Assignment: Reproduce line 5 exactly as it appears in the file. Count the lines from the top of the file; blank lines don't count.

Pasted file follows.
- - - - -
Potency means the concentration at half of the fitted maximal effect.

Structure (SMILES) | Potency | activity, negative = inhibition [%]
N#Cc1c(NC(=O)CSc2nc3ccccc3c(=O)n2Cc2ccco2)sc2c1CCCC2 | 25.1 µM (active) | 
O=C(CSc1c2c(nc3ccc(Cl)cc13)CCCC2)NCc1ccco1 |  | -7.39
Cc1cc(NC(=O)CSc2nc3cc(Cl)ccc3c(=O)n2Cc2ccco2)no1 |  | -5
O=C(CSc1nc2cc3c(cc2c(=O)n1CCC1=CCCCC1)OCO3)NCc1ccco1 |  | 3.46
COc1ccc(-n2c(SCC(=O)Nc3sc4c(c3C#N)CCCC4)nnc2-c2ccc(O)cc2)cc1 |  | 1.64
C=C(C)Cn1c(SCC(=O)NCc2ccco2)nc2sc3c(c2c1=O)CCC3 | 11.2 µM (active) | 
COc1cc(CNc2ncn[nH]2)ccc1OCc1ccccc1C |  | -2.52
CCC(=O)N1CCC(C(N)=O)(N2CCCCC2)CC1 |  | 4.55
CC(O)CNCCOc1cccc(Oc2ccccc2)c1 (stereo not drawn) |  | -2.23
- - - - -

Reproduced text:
Cc1cc(NC(=O)CSc2nc3cc(Cl)ccc3c(=O)n2Cc2ccco2)no1 |  | -5